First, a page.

Sydney’s Art Month celebrates contemporary art
Sydney’s Art Month for 2012 is a shining success, further establishing Sydney’s growing reputation as an arts city. Anita Senaratna reports.
Every year, the bright geometric posters adorning Sydney billboards and bus stops signal the beginning of Art Month, a festival that celebrates visual art in all its forms.
This year’s festival consisted of over 300 artists and 200 events spread out across Sydney in the month of March. Held in over 100 different galleries, the festival combined commercial galleries and galleries in the inner city with smaller Artist-Run Initiatives (ARIs) and venues in Blacktown, Parramatta, Casula and Gymea.
James Dorahy, former 2011 Art Month board member and current operator of the James Dorahy Project Space in Potts Point, said that Art Month festival served a broader purpose than just showcasing art.
“[The main goals were to] to celebrate the diversity of contemporary art in Sydney and to create a festival which opens up the idea of new audiences to galleries,” Dorahy said.
Besides the exhibitions, this year’s events included: walks, conversations with notable people in the Sydney art world, art workshops for children and adults, dinners, drinks and art bars that allowed visitors to socialise after viewing exhibitions.
Jo Holder is the director of The Cross Art Projects in Kings Cross, one of the 100 Sydney galleries that participated in Art Month 2012.
‘The art scene is certainly more fragmented than it used to be. I think that’s led to a lack of cohesion in the art world in Sydney,” Holder said.
Holder identified that one advantage of this year’s Art Month was its structure – the way it simultaneously united all the different galleries spread out across Sydney and divided them up into more accessible “precincts.”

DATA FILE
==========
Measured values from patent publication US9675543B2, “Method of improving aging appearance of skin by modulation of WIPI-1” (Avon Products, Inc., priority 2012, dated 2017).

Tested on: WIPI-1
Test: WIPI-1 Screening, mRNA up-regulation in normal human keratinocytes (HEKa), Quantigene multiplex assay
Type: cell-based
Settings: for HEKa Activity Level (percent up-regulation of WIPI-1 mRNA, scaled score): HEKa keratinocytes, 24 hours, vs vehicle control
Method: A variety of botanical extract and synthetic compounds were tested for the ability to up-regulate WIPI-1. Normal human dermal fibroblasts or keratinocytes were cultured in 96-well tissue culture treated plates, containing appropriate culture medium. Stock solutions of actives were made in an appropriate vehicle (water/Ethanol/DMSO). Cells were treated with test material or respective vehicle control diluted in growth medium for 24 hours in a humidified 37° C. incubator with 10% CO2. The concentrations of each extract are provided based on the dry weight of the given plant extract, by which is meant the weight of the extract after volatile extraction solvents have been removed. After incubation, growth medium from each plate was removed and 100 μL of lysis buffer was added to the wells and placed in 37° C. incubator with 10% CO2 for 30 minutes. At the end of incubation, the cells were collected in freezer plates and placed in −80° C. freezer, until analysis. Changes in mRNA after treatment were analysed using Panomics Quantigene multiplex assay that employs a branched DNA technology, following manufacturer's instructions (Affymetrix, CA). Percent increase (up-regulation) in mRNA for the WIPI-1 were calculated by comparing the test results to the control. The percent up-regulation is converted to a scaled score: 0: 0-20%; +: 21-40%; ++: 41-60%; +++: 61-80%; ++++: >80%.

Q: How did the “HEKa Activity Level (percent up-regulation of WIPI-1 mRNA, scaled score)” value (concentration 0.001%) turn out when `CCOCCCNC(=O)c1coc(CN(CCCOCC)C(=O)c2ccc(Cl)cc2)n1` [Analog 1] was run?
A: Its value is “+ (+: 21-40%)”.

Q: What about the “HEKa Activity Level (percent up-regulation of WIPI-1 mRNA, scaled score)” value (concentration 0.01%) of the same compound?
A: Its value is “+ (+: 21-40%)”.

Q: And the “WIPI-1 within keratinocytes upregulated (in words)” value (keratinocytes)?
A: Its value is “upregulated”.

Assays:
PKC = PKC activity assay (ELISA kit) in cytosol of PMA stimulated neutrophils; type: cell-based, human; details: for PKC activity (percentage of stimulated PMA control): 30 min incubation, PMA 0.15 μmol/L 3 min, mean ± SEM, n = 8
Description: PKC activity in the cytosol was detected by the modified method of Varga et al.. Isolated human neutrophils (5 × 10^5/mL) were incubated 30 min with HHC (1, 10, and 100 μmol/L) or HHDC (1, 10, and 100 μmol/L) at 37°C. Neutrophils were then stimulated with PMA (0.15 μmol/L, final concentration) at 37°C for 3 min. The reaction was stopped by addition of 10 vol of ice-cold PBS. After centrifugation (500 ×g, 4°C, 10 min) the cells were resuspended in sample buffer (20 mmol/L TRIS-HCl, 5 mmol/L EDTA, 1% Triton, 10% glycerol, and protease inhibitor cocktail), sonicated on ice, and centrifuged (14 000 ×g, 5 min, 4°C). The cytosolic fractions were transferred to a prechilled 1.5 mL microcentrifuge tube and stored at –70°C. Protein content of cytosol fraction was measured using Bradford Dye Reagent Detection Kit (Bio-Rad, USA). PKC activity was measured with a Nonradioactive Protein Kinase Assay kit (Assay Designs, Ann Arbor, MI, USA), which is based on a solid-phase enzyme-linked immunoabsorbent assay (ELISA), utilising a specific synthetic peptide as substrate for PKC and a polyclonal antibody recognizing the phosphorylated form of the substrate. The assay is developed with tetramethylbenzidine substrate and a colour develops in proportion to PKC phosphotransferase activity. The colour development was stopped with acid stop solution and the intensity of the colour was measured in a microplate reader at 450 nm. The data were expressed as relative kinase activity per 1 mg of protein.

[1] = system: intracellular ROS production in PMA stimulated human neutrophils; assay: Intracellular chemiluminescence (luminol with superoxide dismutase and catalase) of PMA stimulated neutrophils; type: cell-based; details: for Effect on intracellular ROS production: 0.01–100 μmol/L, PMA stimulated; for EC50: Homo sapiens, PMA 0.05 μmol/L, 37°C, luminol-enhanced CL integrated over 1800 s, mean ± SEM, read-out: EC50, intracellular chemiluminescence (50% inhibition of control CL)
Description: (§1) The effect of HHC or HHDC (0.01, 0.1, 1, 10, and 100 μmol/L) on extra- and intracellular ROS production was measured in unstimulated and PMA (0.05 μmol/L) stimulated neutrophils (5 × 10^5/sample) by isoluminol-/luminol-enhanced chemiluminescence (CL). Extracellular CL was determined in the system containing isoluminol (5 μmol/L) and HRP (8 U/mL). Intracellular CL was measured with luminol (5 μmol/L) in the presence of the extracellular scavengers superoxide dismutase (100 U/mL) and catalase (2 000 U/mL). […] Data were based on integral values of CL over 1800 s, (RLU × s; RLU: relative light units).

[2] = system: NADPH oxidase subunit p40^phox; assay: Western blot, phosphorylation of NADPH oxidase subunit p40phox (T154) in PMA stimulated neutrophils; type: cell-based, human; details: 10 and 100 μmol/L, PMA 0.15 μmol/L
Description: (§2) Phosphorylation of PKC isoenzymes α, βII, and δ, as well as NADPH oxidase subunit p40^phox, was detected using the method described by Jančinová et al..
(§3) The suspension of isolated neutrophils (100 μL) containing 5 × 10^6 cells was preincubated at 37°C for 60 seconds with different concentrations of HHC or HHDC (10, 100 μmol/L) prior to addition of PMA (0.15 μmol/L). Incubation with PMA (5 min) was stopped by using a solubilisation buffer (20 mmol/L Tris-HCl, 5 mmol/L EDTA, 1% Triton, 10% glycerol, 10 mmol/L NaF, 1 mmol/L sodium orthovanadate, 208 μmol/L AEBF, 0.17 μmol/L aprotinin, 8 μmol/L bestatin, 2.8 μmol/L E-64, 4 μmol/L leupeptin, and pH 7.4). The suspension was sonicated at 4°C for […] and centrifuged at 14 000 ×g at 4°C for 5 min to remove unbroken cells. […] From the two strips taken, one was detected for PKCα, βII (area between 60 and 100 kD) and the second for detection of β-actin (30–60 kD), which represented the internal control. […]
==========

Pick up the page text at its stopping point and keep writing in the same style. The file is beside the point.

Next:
“Melbourne’s still got everybody going to everyone else’s openings, so it’s still got a kind of group dynamic…whereas Sydney tends to be more little groups associated with certain spaces or certain geographic areas,” she said.
Holder said the guided walks and precinct parties allowed visitors to see numerous galleries in the one area at the same time, providing Sydney’s art world some much-needed “cohesion.”
“In that way I think it’s a good idea to map it all out and just give people a sense of what’s in an area, you can take an area and go around it and that’s kind of one day… and it can be fun and social,” she said.
However, Holder did express doubts about events such as art bars-bars set up specifically for Art Month visitors to drink, dance and discuss exhibitions – in relation to the festival’s goals.
“I don’t think art needs art bars,’” said Holder.
“It’s good to have it but not as an end unto itself, art is not an accessory to drinking…why make it decor for some other agenda?”
Holder admitted that although she did tend to have more of a “purist” approach to events, she felt like this year’s Art Month had conveyed its message a lot better than it had in previous years.
“I think this year they’ve pulled it back a bit, it’s not to where a purist like me would like it which is sort of no logos, just do the art…more unmediated… so it’s much more about the artist and the spaces rather than a kind of intermediary layer of people promoting it,” Holder said.
Sebastian Goldspink, the producer of this year’s Art Month, said that Sydney has just as much to offer in terms of art as cities such as Melbourne with more of a reputation for being arts-focused.
‘The whole Melbourne/Sydney debate is more and more kind of diminishing. It used to be said that Melbourne was the more cultural centre of Australia but there’s amazing stuff happening in Sydney and Art Month is definitely a celebration of visual arts in Sydney,” Goldspink said.
On the subject of art bars, Goldspink said that the idea behind them was more to do with extended opening hours for galleries then having people meet up at the bar and discuss what they had seen.
“It’s based on the German kaffeeklatsch [literally ‘coffee and chat’] kind of idea, of going to the theatre then meeting up afterwards, saying “Hey, did you see this? Did you like this?” “Oh, it’s great,” he explained.
Goldspink said that responses to this year’s festival had been extremely positive, and that contemporary art, both in Sydney and on a global scale, was continuing to grow and change.
“It’s always happening. There’s definitely no decline in contemporary art, and it’s always rapidly evolving…and we never know exactly where it’s at because it’s only in the benefit of hindsight, it’s so mercurial and you can’t really put your finger on it.”